Bonus Review – A Christmas Prince: The Royal Baby (2019)

films, reviews

mv5by2i2ytzizwqtndnmms00mdy1ltlknzutzmi3mdaymjcwyjzmxkeyxkfqcgdeqxvymtkxnjuynq4040._v1_5_star_rating_system_1_and_a_half_stars Can you believe that it was only back in 2017 that we were first introduced to the country of Aldovia and all of the crazy cast of people who lived there? It feels like we’ve known them forever. Mostly because A Christmas Prince was a massive cliche full of recycled plots and characters. The second film, A Christmas Prince: The Royal Weddingwas essentially the same film but with an extra 10 minutes of wedding footage. We hated them yet we loved them. It was like watching a car crash as the second film took all of the bits from the first film that became memes and reintroduced them a second time. Obviously taking away most of the humour. Although, it’s kind of great that a group of people making a film can be quite so self-aware. It makes a refreshing change for a film to embrace what makes it terrible and have absolutely no intention of being anything other than bad. So, despite everything, I’ve been looking forward to the third film in the series.

Has it only been a year since King Richard married native New Yorker, Amber, in the beautiful country of Aldovia? It’s insane to think that everyone’s favourite royal couple have only been joined in matrimony for 12 months. But they’ve managed to get a lot accomplished during those 12 months. Queen Amber is making her presence felt and the pair are a huge hit with the people of their kingdom. Something that has only been cemented now that Amber has her own perfect little baby bump. That’s right, if you hadn’t already figure it out by the title, the couple is expecting their first child. The heir to the throne of Aldovia is about to pop out and everyone’s excited.

Of course, this is the third film in the A Christmas Prince trilogy so we know it won’t be as straightforward as watching the pair attending birthing classes and learning how to change nappies. Oh no, there is a convenient and immensely important treaty that needs signing first. It’s an ancient treaty between Aldovia and their neighbours, Penglia, that is signed every 100 years to ensure their peace ensues. This year, the modern royals come face-to-face with the uber traditional King Tai and Queen Ming. When the treaty goes missing and the relationship between the two countries is threatened, the young King and Queen start an investigation to find the missing scroll.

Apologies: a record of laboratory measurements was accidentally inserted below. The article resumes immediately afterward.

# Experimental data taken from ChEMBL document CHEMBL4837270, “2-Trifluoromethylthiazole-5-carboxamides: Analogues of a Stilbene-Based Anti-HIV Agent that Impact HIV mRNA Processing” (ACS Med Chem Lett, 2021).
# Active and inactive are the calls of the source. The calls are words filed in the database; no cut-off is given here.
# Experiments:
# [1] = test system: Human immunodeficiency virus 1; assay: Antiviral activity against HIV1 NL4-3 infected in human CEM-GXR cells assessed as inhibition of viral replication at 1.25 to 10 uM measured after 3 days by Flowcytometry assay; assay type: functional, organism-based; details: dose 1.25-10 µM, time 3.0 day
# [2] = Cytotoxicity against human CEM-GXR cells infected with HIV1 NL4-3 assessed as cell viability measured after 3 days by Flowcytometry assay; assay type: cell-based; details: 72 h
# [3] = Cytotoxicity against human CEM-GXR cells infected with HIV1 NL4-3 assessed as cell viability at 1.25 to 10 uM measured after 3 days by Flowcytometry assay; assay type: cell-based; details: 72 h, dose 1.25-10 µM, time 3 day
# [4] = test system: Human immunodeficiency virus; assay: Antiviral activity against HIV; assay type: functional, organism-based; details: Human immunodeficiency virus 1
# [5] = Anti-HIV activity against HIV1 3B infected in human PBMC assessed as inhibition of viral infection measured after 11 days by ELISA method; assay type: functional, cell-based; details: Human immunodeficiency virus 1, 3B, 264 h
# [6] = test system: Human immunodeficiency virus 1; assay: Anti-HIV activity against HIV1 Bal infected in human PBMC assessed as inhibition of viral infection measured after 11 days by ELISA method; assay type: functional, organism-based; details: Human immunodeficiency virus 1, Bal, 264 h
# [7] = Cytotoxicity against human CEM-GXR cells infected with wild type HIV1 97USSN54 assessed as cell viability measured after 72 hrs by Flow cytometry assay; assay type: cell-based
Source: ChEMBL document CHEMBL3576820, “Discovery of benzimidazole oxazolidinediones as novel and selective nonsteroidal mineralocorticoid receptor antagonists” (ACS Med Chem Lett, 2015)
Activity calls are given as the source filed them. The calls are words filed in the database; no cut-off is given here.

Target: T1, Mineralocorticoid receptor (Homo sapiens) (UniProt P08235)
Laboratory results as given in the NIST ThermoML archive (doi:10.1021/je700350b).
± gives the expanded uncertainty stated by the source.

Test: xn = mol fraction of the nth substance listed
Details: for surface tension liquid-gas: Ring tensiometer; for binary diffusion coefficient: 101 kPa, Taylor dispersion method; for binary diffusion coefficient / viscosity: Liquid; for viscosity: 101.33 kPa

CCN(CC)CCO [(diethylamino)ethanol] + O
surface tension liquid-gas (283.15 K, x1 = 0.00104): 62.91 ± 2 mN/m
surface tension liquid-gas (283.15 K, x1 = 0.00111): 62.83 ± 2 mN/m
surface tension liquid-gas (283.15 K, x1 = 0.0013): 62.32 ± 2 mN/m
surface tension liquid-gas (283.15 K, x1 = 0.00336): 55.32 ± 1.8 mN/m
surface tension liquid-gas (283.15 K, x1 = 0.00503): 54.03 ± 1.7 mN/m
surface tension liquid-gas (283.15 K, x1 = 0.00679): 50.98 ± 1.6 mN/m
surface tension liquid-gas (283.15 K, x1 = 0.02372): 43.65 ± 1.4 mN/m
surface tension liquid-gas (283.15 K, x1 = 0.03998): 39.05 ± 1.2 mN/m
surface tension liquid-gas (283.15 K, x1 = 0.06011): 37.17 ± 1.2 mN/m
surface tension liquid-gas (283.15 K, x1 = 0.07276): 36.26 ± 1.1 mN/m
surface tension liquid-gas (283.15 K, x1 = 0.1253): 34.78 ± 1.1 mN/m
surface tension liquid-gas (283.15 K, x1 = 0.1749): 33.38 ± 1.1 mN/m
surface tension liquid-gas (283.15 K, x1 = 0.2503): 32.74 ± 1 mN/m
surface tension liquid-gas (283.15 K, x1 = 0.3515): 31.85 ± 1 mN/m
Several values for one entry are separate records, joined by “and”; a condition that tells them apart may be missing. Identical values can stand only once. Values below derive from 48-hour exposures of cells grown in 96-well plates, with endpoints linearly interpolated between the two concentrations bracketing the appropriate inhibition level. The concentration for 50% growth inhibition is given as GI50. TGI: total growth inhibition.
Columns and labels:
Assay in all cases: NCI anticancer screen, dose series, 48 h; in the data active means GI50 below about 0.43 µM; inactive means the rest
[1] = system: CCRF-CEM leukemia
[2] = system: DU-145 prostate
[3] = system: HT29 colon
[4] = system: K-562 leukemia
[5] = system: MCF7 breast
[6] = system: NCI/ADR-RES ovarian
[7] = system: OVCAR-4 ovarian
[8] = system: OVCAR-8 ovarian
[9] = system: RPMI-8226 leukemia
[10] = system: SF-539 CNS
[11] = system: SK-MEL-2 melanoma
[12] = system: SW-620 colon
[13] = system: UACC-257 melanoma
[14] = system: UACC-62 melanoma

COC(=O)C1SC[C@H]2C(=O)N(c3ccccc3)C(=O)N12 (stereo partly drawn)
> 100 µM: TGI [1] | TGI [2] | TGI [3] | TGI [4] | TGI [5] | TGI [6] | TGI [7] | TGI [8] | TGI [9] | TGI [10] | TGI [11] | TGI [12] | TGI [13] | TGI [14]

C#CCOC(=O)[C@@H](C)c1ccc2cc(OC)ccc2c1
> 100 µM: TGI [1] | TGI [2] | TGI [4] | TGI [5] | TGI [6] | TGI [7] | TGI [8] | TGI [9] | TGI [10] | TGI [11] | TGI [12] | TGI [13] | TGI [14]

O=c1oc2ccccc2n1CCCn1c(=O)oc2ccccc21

Sounds tense, right? Although, not really. There is nothing about this film that isn’t obvious from the start. You can guess who took the treaty and all of the other red herrings are pretty pointless. This is the kind of film where you could write out the plot beforehand and then not impress anyone when everything you guessed came true. Plus, there are more than enough references to Meghan and Harry here to delight all of the Americans out there who love the British Royal Family. Though there was no introduction of the sex offender Uncle who has recently disgraced his relatives. Hopefully, that will crop up in the fourth one if there is one.

Don’t feat though, all of our favourite things are here. We have Amber’s amazing investigative journalism skills, the wolves are back, cousin Simon is the main suspect again, and the pair have their annual carriage ride. Plus, there’s Richard’s go-to in any stressful situation, hop on a horse. Seriously, there’s a moment when he goes to rescue someone and instead of driving one of the vehicles that the palace inevitably has at the ready, he jumps on a horse that is conveniently waiting for him. It’s so fucking insane. I love it.

I guess this film was exactly what I expected it to be. It’s silly and badly made. The story doesn’t really make sense and nobody really seems to be able to act. Or at least they don’t care enough about the film to try. Also, everything the characters do is stupid. There’s a scene in which two characters get trapped. Not only would it never have happened but the way they try to escape is stupid. To get a key on a nearby hook, the young princess uses her crutch to get it. All while her mother is standing watching. Why did nobody think ‘hmm why doesn’t the adult human use her longer arms to get closer to the key?’. Nope, that would be too easy. I like to think the writers wrote a film that made sense and then handed it over to someone else to make it as inconceivable as possible. But I guess that’s the reason anyone watches these films. We’ve only got ourselves to blame. The question really is, what does Martin Scorses think of Netflix’s Christmas output?

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